Check out the video below for a demonstration.

Knee raises

To strengthen your abdominal muscles and hip flexors for the L-sit, it’s beneficial to incorporate knee raises into your routine.

You can perform these in two ways. Firstly, hanging from a bar, pull your knees up towards your chest.

However, an even better option (especially for the L-sit) is the dip bar knee raise. In this variation, you execute knee raises while depressing your shoulders downward. This exercise closely resembles the L-sit and shares significant overlap.

For a demonstration of dip bar knee raises, check out the video below.

More challenging variations

Once you’ve mastered the L-sit, it’s natural to progress to the next level. You have various options for this advancement.

If you initially learned the L-sit on parallettes, try performing it on the floor or on the rings. You’ll find it significantly more challenging in these settings.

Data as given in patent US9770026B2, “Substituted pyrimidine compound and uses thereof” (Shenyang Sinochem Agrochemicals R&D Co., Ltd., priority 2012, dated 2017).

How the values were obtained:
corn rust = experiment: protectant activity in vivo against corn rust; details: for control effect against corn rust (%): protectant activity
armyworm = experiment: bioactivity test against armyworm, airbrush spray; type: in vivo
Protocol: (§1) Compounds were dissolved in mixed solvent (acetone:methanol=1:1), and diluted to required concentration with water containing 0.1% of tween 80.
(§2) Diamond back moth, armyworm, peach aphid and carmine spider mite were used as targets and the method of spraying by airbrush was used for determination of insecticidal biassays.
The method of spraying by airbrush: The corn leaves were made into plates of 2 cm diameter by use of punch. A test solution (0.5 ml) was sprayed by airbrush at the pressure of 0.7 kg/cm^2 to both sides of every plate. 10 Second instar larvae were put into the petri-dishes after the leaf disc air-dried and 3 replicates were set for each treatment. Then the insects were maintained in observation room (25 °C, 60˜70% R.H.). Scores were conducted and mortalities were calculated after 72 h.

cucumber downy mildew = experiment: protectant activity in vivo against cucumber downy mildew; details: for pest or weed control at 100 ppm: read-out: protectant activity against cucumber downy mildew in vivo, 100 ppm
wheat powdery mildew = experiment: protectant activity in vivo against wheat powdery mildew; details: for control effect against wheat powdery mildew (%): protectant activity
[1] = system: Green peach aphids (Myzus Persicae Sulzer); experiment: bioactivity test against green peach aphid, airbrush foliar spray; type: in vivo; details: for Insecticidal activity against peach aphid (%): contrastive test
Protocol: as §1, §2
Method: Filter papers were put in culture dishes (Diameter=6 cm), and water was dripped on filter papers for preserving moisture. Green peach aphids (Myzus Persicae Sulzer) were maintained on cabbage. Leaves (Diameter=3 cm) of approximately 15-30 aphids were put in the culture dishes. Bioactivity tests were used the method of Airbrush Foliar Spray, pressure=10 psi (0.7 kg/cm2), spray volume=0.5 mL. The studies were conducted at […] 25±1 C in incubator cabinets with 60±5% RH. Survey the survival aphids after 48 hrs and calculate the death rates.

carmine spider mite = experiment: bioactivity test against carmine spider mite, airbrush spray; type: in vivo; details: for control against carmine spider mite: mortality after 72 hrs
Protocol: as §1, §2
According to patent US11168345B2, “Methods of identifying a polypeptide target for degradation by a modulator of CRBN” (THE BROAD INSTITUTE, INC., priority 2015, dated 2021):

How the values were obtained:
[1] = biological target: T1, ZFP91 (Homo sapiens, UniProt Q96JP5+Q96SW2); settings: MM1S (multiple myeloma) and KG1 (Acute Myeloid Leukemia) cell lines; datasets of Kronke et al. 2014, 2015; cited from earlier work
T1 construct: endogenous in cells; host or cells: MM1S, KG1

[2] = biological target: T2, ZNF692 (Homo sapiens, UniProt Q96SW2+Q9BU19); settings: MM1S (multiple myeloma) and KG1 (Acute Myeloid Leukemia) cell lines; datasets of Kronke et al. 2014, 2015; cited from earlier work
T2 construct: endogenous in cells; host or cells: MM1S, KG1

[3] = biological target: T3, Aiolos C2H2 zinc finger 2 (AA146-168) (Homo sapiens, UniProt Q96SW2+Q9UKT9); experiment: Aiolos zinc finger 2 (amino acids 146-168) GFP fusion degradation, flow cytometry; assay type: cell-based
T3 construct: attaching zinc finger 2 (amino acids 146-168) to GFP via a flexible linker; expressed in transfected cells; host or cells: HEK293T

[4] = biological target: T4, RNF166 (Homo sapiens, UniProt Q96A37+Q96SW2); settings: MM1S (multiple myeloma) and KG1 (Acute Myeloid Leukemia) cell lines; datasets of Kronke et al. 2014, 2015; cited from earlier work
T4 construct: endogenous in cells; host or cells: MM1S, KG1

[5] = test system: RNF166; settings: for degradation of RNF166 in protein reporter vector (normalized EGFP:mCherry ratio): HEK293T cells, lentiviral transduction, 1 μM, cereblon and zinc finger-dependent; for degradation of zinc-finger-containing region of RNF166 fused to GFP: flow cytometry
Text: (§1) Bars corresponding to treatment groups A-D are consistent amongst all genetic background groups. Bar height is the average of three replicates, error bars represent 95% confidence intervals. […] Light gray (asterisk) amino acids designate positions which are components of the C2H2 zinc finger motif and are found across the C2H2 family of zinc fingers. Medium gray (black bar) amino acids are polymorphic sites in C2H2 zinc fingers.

On the ground, limited space requires increased flexibility. Training on the rings demands precise control, adding a completely new dimension to the exercise.

Additionally, you can continue by training the V-sit. This variation involves lifting your legs even higher and demands greater flexibility.

Check out the video below for a tutorial on the V-sit.

Final tip

If the L-sit is your primary goal, it’s advisable to train it at the beginning of your workout when you’re still fresh.

However, for many people, it serves as a supportive exercise for various other impressive calisthenics exercises.

In such cases, it’s best to save the L-sit for the end of your workout. Since this exercise demands a lot from your body, training the L-sit at the beginning could potentially reduce your performance in other exercises.